Keiko Agena: The idea actually came about because I was doing the Gilmore Guys podcast. It started as an idea for an adult coloring book. But then it evolved into more of a workbook with other ideas, like writing prompts, drawing prompts, and quotes. As I went through it, I realized that whenever I got stuck trying to write the book, it sort of wrote itself. Any of the tools that I used to get over or get through difficult creative times, became that page in the book.

HG: I was going to ask how you came up with the prompts and exercises because they’re so original. You play with the space in such fun ways.

KA: I started with 10 ideas that I wanted to focus on. Those are the 10 different chapters. I don’t really mention it in the book, but the overall arc of it is three ideas: to discover your voice, accept your voice, and express your voice. Because that’s the type of thing that I look to when I’m reading these types of workbooks or manuals. That’s what I personally need.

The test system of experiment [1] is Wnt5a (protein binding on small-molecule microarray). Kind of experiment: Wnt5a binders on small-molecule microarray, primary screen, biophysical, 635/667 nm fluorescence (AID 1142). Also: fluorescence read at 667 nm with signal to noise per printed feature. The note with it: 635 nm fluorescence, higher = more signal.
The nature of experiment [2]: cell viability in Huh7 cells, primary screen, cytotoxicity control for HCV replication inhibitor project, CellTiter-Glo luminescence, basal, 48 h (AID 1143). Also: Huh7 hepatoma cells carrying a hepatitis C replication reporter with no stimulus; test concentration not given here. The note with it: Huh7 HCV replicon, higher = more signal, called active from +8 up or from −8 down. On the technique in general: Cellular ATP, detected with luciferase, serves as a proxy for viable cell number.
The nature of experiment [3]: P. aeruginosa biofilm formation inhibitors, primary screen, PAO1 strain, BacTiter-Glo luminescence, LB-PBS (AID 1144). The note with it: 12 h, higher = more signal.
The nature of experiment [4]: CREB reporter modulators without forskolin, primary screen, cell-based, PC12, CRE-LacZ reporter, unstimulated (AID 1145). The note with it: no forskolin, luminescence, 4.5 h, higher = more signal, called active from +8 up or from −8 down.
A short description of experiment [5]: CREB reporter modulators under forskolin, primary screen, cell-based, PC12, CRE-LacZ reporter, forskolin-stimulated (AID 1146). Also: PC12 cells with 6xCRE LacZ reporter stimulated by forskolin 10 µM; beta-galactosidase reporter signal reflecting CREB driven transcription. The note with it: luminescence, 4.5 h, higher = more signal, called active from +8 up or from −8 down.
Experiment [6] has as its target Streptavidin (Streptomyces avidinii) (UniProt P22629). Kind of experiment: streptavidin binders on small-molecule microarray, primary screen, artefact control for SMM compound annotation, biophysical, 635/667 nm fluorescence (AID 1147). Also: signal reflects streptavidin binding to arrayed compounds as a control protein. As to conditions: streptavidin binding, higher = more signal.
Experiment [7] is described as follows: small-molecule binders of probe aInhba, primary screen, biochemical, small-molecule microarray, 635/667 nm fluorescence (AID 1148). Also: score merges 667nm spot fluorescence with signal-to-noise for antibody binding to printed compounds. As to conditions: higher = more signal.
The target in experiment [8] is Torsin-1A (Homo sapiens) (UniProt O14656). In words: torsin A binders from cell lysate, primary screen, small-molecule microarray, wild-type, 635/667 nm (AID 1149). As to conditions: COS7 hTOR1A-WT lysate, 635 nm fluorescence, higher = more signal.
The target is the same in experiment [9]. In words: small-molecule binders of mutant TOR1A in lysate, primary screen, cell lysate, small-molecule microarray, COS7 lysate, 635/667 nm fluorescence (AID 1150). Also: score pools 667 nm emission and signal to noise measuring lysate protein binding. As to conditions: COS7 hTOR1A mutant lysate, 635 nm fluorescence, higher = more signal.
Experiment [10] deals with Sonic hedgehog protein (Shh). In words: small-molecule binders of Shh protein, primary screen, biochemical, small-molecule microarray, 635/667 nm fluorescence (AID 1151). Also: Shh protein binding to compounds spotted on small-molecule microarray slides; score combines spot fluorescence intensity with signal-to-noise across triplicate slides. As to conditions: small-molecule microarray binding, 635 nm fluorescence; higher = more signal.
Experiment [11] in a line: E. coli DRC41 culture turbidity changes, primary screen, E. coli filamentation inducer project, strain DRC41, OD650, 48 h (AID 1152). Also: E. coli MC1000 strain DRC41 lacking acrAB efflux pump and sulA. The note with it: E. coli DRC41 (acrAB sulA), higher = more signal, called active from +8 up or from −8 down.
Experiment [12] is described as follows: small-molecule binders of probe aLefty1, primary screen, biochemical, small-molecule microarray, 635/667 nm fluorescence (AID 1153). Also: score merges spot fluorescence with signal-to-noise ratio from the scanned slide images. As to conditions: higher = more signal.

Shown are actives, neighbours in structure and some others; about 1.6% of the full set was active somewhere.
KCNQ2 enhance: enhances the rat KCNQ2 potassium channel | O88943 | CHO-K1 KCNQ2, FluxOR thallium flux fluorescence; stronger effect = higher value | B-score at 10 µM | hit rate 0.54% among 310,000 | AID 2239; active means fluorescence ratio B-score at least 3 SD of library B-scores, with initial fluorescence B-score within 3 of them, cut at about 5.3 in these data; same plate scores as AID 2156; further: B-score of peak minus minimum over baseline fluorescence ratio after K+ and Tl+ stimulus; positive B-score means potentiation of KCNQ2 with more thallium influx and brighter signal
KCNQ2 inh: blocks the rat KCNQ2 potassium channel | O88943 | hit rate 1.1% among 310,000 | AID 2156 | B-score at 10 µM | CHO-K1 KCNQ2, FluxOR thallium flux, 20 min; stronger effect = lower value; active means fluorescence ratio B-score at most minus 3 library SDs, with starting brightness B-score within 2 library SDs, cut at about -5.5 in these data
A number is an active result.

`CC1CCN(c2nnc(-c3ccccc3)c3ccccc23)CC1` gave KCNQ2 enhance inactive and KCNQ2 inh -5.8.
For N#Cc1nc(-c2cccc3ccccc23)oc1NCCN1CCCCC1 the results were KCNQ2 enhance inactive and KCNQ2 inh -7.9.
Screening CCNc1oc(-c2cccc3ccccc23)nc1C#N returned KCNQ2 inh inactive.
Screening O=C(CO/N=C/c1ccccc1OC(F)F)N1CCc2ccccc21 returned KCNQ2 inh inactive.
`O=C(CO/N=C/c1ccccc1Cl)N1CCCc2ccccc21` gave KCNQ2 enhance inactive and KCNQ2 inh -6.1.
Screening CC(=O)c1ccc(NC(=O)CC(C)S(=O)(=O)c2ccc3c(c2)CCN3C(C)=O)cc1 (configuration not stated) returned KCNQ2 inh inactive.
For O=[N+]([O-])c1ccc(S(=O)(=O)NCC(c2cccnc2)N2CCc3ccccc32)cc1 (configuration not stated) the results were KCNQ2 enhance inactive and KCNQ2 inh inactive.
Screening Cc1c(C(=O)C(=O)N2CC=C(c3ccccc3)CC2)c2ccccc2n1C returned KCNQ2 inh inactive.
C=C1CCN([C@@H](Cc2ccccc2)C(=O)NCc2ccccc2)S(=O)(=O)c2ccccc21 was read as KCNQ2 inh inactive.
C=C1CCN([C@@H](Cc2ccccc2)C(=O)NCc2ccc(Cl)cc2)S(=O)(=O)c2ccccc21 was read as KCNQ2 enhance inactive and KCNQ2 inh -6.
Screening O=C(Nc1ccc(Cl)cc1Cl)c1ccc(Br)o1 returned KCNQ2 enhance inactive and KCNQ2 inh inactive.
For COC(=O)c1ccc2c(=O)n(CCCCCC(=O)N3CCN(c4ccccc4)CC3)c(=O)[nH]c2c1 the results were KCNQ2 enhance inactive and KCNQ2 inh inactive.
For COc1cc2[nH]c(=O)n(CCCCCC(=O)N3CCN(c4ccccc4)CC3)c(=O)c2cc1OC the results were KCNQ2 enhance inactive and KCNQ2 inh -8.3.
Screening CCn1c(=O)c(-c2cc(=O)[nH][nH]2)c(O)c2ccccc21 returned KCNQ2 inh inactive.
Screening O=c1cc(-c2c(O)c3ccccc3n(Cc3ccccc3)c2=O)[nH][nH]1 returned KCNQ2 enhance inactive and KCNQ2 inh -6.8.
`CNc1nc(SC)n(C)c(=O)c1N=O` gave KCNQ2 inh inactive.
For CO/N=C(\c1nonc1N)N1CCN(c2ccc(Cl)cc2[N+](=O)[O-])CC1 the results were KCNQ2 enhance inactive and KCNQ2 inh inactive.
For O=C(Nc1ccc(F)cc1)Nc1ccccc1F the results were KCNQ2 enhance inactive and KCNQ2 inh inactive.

I had a box where I kept scraps of ideas. I cut up 3×5 index cards from scrap paper and I would write down possible page ideas. I would write as many as I could and keep throwing them in the box. And then I would go through later, edit them, and see if there was a gem of an idea there. That was the process.

HG: When did you start embracing the No Mistakes philosophy for yourself?

KA: A lot of it is based in improv. The idea that you can be supported by other people and be embraced for things that are different is such a tenet of improv. There’s also something about my journey as an actress. I’m not necessarily someone that fits a particular kind of mold as an actress; I’m a little bit of a different type of actress. So I’ve always been interested in the idea of, How can I celebrate what makes me different, and embrace it, and treat is as a positive? instead of attacking what doesn’t fit some pre-designed mold. Both of those things flowed into what I wanted to enhance in myself, and then also to share with other people. It’s a gift if people can accept those things in themselves that make them different.